406 ELT

When are we going to be required to switch to this?


  • Sounds like the FCC wanted to prohibit further manufacture of 121.5 ELT's, but the FAA said no. Apparently of 200,000 or so aircraft in the country, only 38,000 have installed 406 ELT's. They estimated it would cost $500 million to update all aircraft, plus now they don't believe (duh) that enough 406 ELT's could be manufactured fast enough. I recall reading somewhere that the 406 mhz models weren't as effective as the 121.5 mhz models?
  • If you subscribe to the theory that no one will come to help you following a crash - and you are comfortable with this thought - then hold on to your 'FAA legal, but useless' type 121.5 ELT. If you want any hope that Search and Rescue (SAR) will reach you following a crash, then invest in a type 406 ELT. It really is as simple as that.
    Scott B.
  • I had read the report and to be honest, I think it is inevitable. And it is indeed a better system but I think the FAA did the right thing in holding off on issuing an enforcement ruling on it if for no other reason than that many of us will need the time to at least be able to save up for it. Looks like it's running for around 1K right now. Sky Geek has the 406 ELT and antenna for $945.00. Others are a little on either side of that.

  • Didn't take the FBO long to call me and tell me the tower called and said there was an ELT going off on the field and thought they had localized it to my plane. I went down to the airport and pulled the inspection plate and unplugged it. A new battery fixed the problem with my dinosaur 121.5 ELT.
  • Greg S wrote:
    Sounds like the FCC wanted to prohibit further manufacture of 121.5 ELT's, but the FAA said no.

    The FCC's rule would have prohibited everything to do with 121.5 ELT's - including their use. It would have mandated deactivation or removal of all 121.5 ELT's in the United States.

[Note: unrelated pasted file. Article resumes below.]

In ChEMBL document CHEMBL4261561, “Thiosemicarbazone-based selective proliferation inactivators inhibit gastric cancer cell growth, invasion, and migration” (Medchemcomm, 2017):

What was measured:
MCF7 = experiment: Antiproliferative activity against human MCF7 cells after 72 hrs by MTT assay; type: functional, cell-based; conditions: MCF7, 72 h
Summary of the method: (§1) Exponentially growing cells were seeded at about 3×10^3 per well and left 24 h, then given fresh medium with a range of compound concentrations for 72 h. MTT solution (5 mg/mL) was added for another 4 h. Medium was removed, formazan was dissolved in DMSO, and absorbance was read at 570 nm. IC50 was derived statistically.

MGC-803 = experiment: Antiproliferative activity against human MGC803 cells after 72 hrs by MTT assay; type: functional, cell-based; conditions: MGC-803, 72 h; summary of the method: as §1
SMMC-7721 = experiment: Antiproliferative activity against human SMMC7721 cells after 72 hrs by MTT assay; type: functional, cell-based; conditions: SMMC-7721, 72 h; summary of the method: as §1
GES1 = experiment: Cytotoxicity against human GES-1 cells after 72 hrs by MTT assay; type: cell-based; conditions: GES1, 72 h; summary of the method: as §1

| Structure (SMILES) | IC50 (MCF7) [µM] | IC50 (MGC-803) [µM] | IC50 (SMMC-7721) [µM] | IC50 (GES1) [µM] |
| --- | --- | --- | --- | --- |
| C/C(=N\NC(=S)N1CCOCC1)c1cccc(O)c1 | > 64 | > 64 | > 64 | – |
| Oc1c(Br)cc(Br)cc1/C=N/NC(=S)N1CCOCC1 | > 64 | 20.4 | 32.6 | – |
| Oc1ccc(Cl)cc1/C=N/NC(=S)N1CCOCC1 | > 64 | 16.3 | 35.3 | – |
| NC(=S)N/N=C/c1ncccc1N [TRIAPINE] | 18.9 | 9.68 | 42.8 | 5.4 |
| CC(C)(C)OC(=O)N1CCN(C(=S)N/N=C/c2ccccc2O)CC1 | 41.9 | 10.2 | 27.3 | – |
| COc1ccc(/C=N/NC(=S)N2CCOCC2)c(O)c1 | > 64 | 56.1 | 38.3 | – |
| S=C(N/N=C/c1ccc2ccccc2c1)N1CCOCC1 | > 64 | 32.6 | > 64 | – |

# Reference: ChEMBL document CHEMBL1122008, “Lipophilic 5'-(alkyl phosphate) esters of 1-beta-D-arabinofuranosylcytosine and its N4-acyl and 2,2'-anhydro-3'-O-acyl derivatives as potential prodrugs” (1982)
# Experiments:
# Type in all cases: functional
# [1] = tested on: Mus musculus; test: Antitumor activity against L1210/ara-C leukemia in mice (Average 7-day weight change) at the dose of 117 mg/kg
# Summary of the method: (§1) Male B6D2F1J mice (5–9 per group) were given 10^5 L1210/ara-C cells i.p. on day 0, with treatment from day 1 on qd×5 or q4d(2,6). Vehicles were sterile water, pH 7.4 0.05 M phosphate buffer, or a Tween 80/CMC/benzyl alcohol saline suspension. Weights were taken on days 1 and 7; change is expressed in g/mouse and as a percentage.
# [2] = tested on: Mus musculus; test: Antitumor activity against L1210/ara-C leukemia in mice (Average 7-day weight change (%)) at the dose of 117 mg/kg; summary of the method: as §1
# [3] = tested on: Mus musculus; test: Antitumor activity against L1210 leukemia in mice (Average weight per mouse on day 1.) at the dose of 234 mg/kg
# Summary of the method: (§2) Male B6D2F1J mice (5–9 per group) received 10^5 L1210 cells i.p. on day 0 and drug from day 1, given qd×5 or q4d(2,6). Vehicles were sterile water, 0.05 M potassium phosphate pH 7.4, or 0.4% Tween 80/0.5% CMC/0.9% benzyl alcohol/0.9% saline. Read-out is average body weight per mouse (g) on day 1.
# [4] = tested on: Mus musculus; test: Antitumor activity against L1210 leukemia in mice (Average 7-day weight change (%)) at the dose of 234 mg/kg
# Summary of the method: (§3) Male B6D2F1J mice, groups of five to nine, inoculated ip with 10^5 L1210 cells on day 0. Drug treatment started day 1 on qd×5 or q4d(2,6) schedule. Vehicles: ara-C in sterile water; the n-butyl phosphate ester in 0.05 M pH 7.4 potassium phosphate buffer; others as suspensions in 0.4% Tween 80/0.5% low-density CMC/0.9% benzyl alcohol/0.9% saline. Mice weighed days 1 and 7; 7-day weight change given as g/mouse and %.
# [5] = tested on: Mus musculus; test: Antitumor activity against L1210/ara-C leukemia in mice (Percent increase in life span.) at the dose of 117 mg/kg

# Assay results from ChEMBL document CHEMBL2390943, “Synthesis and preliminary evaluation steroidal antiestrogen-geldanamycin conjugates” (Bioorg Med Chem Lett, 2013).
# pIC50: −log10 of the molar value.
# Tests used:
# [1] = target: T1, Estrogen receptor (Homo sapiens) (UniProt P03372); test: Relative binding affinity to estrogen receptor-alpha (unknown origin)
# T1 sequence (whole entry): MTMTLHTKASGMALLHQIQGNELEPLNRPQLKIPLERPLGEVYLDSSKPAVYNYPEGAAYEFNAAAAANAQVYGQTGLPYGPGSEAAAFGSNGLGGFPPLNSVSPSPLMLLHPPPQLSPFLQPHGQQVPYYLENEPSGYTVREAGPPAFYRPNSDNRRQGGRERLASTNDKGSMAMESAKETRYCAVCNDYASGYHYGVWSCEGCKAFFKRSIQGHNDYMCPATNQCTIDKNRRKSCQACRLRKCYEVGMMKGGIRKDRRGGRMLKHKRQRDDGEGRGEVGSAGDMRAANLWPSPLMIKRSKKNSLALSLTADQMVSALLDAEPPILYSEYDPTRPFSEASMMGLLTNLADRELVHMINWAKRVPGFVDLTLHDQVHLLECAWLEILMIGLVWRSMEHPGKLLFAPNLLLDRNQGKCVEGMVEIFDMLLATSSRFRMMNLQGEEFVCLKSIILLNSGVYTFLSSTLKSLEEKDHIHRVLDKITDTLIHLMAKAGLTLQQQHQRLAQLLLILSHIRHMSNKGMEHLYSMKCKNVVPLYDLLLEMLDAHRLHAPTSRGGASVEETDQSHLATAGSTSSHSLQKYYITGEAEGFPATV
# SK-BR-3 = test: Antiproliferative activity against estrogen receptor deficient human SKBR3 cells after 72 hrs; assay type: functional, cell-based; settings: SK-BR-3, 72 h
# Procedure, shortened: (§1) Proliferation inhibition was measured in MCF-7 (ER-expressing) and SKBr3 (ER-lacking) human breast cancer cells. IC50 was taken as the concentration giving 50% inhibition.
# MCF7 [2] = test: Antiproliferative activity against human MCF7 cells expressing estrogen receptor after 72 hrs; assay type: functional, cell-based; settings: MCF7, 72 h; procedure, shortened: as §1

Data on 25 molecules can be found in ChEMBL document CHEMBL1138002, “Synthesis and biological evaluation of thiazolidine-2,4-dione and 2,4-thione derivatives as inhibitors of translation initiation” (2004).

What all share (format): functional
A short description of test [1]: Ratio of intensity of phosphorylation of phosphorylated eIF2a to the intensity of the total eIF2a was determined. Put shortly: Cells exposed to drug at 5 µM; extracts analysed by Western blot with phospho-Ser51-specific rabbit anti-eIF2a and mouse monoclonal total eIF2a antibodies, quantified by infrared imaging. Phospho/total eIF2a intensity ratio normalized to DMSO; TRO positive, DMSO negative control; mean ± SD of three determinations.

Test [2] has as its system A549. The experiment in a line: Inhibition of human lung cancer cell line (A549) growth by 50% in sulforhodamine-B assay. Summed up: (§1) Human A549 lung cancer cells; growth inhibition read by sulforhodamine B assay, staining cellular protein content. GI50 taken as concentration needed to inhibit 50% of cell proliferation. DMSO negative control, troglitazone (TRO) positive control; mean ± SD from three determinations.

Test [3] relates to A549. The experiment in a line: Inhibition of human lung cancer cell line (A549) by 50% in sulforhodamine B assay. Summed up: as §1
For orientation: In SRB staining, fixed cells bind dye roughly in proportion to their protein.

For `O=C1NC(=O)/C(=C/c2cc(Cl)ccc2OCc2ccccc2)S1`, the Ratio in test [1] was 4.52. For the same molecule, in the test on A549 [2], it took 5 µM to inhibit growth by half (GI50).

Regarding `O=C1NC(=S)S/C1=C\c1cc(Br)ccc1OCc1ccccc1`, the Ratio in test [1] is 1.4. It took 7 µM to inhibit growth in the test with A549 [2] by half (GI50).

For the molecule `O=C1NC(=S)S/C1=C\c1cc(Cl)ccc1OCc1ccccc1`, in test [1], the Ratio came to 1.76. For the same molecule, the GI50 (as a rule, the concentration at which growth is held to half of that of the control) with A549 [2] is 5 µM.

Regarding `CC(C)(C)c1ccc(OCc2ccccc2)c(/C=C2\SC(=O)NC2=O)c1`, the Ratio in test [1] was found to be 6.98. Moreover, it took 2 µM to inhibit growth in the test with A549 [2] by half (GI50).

Greg S wrote:
    I recall reading somewhere that the 406 mhz models weren't as effective as the 121.5 mhz models?

    I've never heard this before. Can you elaborate?
  • Scott: My answer to your last question, is "yes," I believe it makes sense to defer purchasing a 406 ELT for now.

    1. I have a 121.5 ELT, which retains some marginal utility.
    2. I regularly use a Spot every time I fly, which has the capability of pinpointing my position precisely, providing I activate the SOS feature in an emergency (it's on my emergency checklist now), and even if I don't, the Spot leaves a breadcrumb every ten minutes, which narrows down my position considerably. The Spot is about 1/10 the cost of a 406 ELT.
    3. Which leads to: 406 ELTs are prohibitively expensive now and will undoubtedly come down in price.
    4. There is still considerable controversy over the effectiveness of ELTs, regardless of frequency.
    5. On cross-countries I file a flight plan and use flight following.
    6. Even better technology will likely appear in the next few years.
    7. In the vast majority of airplane crashes, location is known almost immediately. Lengthy searches are rarely required.

    All of these factors, taken as a whole, leave me comfortable with my decision to defer purchasing a 406 ELT for now. It's a risk-benefit analysis, to be sure. Other people may reasonably reach a different conclusion.

    P.S. If I routinely flew in remote areas, I would purchase a Spider S3 for about the same cost as a 406 ELT. The Spider leaves a breadcrumb every two minutes, and the data points include lat/long, time, speed, track and altitude. That strikes me as much more useful than the uncertain prospect of a 406 ELT activating when needed. This illustrates what I mean by better technology coming out over time. Bureaucrats and regulations just can't keep up.
  • 121.5 may not be as good as 406, especially as time goes forward, but I also don't think that 121.5 ELTs are completely useless. Check pages 9 and 10 of this transcript, between 2330:19 and 2333:41. In that specific case, it didn't help, but the point is ATC tried it and several aircraft in the area were listening for a signal.

    Different story if you're flying in the boonies or not in contact with ATC...if no one knows you're in trouble, 121.5 will be far less useful, and 406 might give you a better shot of someone noticing your predicament. On the other hand, if you're IFR or on Flight Following, and ATC knows you were in distress before they lost contact with you, 121.5 might still help 'em find you.

    Not saying 121.5 is great. Just saying it's not "really as simple" as being "FAA legal, but useless" as Scott B. stated in an earlier post.
  • My CAP search and rescue friends tell me that in the field, they find 121.5 to be the more useful of the two.
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